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Ami Hollander תמונות - 69073-training-heart

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חדשות מעולם הבדיקות

  • My first and most memorable defect!

    As test engineers, we fondly remember the defects that we found in our careers – the first one, the most memorable one, the nastiest one, and so on. Well, in my case, there have been several nasty ones, and they are countless – core dumps and such. But I fondly remember the first one and that happens to be the most memorable defect too. This also happened to be my first Software Testing project that I worked in. I was working on a C compiler as part of the development team, maintaining some modules that need to be rewritten for new requirements. A team member was working on a new casting requirement for a new data type, and another one was working on optimization of target code generated out of the DAG. As these two people didn’t have a bandwidth to test their modules with an ‘out-of-the-box’ thinking, and since they were focusing on their own individual modules and no one was looking at the product from an integration perspective, I was asked to do some ‘sanity’ checks to make sure that the modules worked fine with each other when integrated. So, I sat thinking about what would comprehensively test these two modules together. On one side, I got to test the new data type, and on the other side, I need to make sure that the output assembly is fine. I figured that the only way to do that would be to execute each and every data type along[…]

    12.08.2022 | 2:53 קרא עוד...
  • The Agile Manifesto is a poor introduction to Agile

    Last week Elizabeth Zagroba asked on Twitter: If someone was completely new to working on software on an Agile team, what would you want them to read about Agile first? My first thought was: "The Agile Manifesto!" After a second thought, though, I reconsidered and replied: And I would recommend against reading the Agile Manifesto without consulting any secondary sources, except if you read it in the same way as you would visit a historical site "just to see where it all happened". As I wrote this, I could not really put my finger on why exactly I felt this way. The best I could come up with was that the Agile Manifesto is hard to understand on its own. You need some historical context and practical experience to make sense of it. Serendipity came to the rescue, though, as I'm currently reading Seeing Like a State by James C. Scott. Chapter 9 of the book focuses on the Greek concept of mētis (μῆτις) and how it relates to rules of thumb. Turns out that this explains why the Agile Manifesto is a poor introduction to Agile. Read more… (6 min remaining to read)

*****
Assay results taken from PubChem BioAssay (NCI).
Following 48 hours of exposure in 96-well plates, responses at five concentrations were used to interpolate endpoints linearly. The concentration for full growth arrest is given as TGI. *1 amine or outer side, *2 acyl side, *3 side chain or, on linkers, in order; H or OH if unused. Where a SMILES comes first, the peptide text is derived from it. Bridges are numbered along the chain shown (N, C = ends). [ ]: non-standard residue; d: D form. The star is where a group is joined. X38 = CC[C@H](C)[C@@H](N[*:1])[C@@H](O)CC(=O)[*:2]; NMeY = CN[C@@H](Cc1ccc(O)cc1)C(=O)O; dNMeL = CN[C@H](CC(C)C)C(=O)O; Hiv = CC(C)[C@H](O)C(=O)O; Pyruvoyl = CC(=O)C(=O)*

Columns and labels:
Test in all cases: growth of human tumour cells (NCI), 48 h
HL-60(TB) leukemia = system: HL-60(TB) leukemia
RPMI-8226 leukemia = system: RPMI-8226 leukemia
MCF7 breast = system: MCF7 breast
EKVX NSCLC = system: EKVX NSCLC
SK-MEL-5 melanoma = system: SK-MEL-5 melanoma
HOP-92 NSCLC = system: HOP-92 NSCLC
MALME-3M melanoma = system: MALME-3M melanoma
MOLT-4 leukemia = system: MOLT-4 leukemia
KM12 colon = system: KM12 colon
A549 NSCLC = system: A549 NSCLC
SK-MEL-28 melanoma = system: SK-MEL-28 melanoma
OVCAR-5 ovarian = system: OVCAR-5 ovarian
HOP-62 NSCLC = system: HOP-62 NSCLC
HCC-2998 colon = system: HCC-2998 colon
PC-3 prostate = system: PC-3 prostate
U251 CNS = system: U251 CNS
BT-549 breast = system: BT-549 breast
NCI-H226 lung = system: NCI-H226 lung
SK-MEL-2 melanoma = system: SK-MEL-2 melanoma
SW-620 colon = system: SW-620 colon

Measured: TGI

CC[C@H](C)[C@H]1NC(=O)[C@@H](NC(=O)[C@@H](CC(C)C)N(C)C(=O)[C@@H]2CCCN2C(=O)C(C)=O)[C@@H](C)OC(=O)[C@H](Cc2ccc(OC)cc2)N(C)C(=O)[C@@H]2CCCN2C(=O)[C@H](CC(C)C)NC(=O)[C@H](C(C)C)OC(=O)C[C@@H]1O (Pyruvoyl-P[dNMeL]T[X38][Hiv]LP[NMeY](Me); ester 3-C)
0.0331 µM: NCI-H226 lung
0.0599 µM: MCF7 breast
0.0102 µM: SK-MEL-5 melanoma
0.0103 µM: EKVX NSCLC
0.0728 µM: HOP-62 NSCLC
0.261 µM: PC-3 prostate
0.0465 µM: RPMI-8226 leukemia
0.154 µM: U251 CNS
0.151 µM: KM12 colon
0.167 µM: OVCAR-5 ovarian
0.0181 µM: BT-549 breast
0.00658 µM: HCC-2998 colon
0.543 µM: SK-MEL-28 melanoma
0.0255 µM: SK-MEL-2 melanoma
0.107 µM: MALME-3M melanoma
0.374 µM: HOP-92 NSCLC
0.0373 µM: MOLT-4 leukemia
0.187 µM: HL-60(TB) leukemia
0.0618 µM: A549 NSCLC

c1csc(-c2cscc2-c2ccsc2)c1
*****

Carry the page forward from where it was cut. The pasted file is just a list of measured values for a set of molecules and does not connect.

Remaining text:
12.08.2022 | 2:37 קרא עוד...
  • Five Blogs – 12 August 2022

    The (best) five blogs we can read today. Check them out. Testing Strategies For Microservices Written by: Tomas Fernandez Leaps and Boundary Objects Written by: James Thomas Don’t write Conditional Logic in Tests Written by: Ethan Carlsson API Testing — Dissecting A Few Pieces Of The Developer Tools Written by: Ryan Craven Testing a PDF file with Cypress Written by: Filip Hric Quote of the day: “You taught me how to be alone. And I learned my lesson, in your absence.” -Iain Thomas You can follow this page on Twitter

    12.08.2022 | 1:40 קרא עוד...

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